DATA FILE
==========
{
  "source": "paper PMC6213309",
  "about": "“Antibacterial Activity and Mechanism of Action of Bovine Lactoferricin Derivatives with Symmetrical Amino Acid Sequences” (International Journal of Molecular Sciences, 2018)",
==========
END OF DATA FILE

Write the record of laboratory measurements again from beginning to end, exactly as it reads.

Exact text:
{
  "source": "paper PMC6213309",
  "about": "“Antibacterial Activity and Mechanism of Action of Bovine Lactoferricin Derivatives with Symmetrical Amino Acid Sequences” (International Journal of Molecular Sciences, 2018)",